In parents’ mind, non-core subjects like computer, music, visual art and physical education are not as important as core subjects. The former do not determine the eventual success of students either at university or work. There are parents who require children to get good grades in core subjects and care less about performances in non-core subjects.

Herein lies the secret to unlocking the true potential of every student to excel in learning. Learning experiences that are characterized by high degree of freedom in pressure-free environment arouse students’ interest and motivation to learn, naturally. Hence students’ level of engagement in non-core classes is high, without any extra effort on the part of teachers.

Psychological basis

Psychologically speaking, the primary difference in educational experiences of students in core and non-core subject classes has to do with social and academic comparisons. This factor, coupled with a variety of other factors, give rise to differences in students’ responses toward learning.

Every student learns to compare him or herself with other students. Ideally, this comparison is done with someone, against whom students believe they should have reasonable similarity. Unfortunately, in the absence of such a benchmark, students use almost anyone to compare themselves and arrive at a conclusion of how good/bad they are.

Upward comparison occurs when students compare themselves with others who they consider to be academically better. Downward comparison acts in the opposite direction. For example, a university software engineer student who compares himself with Bill Gates (in software programming) is engaging in upward comparison. The same individual engages in downward comparison when he compares himself with a high school ITC student.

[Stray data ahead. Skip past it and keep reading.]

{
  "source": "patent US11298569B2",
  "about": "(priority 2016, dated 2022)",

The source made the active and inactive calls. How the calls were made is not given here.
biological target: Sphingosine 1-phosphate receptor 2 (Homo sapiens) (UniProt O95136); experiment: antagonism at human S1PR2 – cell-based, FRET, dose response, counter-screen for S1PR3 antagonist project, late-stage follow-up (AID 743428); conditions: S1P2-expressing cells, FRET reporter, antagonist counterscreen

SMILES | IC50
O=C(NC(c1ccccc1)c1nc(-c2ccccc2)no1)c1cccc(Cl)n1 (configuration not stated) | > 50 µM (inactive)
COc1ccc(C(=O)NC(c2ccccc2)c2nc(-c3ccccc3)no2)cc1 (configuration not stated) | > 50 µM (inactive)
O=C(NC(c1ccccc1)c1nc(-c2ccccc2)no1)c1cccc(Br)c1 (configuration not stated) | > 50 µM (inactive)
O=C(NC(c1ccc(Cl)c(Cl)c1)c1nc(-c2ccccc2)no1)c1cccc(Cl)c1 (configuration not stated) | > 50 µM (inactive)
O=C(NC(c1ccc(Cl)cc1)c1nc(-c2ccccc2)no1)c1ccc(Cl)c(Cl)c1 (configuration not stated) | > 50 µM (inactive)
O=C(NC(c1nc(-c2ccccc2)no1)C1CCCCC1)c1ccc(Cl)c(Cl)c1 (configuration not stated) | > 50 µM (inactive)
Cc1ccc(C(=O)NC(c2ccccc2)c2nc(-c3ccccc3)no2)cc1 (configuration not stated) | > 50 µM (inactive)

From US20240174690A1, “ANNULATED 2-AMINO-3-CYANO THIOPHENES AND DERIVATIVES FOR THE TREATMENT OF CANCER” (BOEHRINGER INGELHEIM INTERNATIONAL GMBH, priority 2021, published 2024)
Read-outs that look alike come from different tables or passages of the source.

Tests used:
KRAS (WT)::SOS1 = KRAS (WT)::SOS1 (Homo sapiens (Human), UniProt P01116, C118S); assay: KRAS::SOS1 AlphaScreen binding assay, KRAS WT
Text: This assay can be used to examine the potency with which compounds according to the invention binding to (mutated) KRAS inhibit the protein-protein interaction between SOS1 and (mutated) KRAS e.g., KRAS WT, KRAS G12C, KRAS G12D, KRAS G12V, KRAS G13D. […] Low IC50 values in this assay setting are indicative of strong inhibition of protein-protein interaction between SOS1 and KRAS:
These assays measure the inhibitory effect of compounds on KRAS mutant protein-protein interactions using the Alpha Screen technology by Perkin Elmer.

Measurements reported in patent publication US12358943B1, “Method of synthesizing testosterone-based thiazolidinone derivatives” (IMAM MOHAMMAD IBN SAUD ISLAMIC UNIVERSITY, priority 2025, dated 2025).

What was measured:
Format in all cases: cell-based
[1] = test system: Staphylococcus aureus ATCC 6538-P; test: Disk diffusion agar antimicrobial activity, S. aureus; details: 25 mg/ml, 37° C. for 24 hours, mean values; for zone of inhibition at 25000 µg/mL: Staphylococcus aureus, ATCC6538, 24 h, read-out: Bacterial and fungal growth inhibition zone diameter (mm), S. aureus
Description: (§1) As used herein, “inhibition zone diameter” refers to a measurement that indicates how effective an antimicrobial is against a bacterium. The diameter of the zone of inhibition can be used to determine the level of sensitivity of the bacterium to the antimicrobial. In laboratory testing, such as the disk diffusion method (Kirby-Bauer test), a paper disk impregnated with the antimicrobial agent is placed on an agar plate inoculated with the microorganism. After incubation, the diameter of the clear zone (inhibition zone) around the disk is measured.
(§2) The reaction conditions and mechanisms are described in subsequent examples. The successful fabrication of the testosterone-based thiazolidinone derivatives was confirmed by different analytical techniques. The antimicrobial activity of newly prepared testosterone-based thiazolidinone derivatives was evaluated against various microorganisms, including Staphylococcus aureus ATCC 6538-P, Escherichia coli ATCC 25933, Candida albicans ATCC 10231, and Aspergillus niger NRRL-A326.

Obviously, both types have adverse effect on students. Students who engage in upward comparison feel disempowered to learn, while students who engage in downward comparison feel unchallenged and lose interest.

Implications

This is what happens in core subject classes. Social and academic comparisons in these classes are at the peak, at all times. Students know this and succumb to the norm to compare. In the end they learn for the sake of proving their self-worth to others.

On the contrary, non-core subject classes do not require such comparisons. Fortunately, grades for these classes are not as important. Hence everyone is relaxed and learn at his/her own pace. External pressures are removed and intrinsic motivation is high. Each looks at him or herself as uniquely and personally responsible for learning experiences and outcome. Because of this positive experience, students often surprise teachers with exceptional, creative performances/products in some of these classes.

Tapping into your child’s potential

In our society, parents desire to give the best to their children. Enrollment in expensive, well-reputed school, purchase of the best educational resources available in the market and opportunity to participate in a variety of fun and enriching experiences are some ways parents cater to the needs of a growing child.